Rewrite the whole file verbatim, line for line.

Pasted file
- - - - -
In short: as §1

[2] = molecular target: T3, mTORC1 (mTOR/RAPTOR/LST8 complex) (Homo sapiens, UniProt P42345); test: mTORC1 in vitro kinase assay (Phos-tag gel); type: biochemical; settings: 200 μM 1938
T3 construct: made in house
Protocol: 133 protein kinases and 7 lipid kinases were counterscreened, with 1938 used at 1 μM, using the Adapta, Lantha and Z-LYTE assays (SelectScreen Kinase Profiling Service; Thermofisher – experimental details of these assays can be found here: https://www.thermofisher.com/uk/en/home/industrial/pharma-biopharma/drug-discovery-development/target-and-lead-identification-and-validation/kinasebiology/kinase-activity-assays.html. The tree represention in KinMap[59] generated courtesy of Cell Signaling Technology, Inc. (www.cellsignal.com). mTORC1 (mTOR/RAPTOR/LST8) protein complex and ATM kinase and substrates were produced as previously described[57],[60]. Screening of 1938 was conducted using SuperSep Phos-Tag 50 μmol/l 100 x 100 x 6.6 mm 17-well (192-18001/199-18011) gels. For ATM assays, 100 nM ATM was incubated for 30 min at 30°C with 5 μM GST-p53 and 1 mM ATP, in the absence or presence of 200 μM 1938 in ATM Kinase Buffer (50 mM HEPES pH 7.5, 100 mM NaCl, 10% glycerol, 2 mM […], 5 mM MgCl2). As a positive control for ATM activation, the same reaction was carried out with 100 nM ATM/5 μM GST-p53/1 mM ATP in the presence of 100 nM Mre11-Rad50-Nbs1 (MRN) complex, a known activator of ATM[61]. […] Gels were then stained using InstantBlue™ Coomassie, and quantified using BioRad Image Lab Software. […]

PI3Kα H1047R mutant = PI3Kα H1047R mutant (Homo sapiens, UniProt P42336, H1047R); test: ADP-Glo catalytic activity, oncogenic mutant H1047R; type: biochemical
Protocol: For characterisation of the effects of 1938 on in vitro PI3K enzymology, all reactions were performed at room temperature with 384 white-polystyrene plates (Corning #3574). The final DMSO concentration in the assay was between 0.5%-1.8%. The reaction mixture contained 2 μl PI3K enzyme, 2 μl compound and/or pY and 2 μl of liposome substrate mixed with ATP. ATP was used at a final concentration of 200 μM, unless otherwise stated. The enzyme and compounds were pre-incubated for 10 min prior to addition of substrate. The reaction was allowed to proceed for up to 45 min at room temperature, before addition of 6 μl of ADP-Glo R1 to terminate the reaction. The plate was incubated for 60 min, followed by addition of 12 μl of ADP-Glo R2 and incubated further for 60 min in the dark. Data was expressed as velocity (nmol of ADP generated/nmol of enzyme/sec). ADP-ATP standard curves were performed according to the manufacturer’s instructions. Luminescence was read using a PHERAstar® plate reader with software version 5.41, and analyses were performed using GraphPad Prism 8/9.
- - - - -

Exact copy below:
In short: as §1

[2] = molecular target: T3, mTORC1 (mTOR/RAPTOR/LST8 complex) (Homo sapiens, UniProt P42345); test: mTORC1 in vitro kinase assay (Phos-tag gel); type: biochemical; settings: 200 μM 1938
T3 construct: made in house
Protocol: 133 protein kinases and 7 lipid kinases were counterscreened, with 1938 used at 1 μM, using the Adapta, Lantha and Z-LYTE assays (SelectScreen Kinase Profiling Service; Thermofisher – experimental details of these assays can be found here: https://www.thermofisher.com/uk/en/home/industrial/pharma-biopharma/drug-discovery-development/target-and-lead-identification-and-validation/kinasebiology/kinase-activity-assays.html. The tree represention in KinMap[59] generated courtesy of Cell Signaling Technology, Inc. (www.cellsignal.com). mTORC1 (mTOR/RAPTOR/LST8) protein complex and ATM kinase and substrates were produced as previously described[57],[60]. Screening of 1938 was conducted using SuperSep Phos-Tag 50 μmol/l 100 x 100 x 6.6 mm 17-well (192-18001/199-18011) gels. For ATM assays, 100 nM ATM was incubated for 30 min at 30°C with 5 μM GST-p53 and 1 mM ATP, in the absence or presence of 200 μM 1938 in ATM Kinase Buffer (50 mM HEPES pH 7.5, 100 mM NaCl, 10% glycerol, 2 mM […], 5 mM MgCl2). As a positive control for ATM activation, the same reaction was carried out with 100 nM ATM/5 μM GST-p53/1 mM ATP in the presence of 100 nM Mre11-Rad50-Nbs1 (MRN) complex, a known activator of ATM[61]. […] Gels were then stained using InstantBlue™ Coomassie, and quantified using BioRad Image Lab Software. […]

PI3Kα H1047R mutant = PI3Kα H1047R mutant (Homo sapiens, UniProt P42336, H1047R); test: ADP-Glo catalytic activity, oncogenic mutant H1047R; type: biochemical
Protocol: For characterisation of the effects of 1938 on in vitro PI3K enzymology, all reactions were performed at room temperature with 384 white-polystyrene plates (Corning #3574). The final DMSO concentration in the assay was between 0.5%-1.8%. The reaction mixture contained 2 μl PI3K enzyme, 2 μl compound and/or pY and 2 μl of liposome substrate mixed with ATP. ATP was used at a final concentration of 200 μM, unless otherwise stated. The enzyme and compounds were pre-incubated for 10 min prior to addition of substrate. The reaction was allowed to proceed for up to 45 min at room temperature, before addition of 6 μl of ADP-Glo R1 to terminate the reaction. The plate was incubated for 60 min, followed by addition of 12 μl of ADP-Glo R2 and incubated further for 60 min in the dark. Data was expressed as velocity (nmol of ADP generated/nmol of enzyme/sec). ADP-ATP standard curves were performed according to the manufacturer’s instructions. Luminescence was read using a PHERAstar® plate reader with software version 5.41, and analyses were performed using GraphPad Prism 8/9.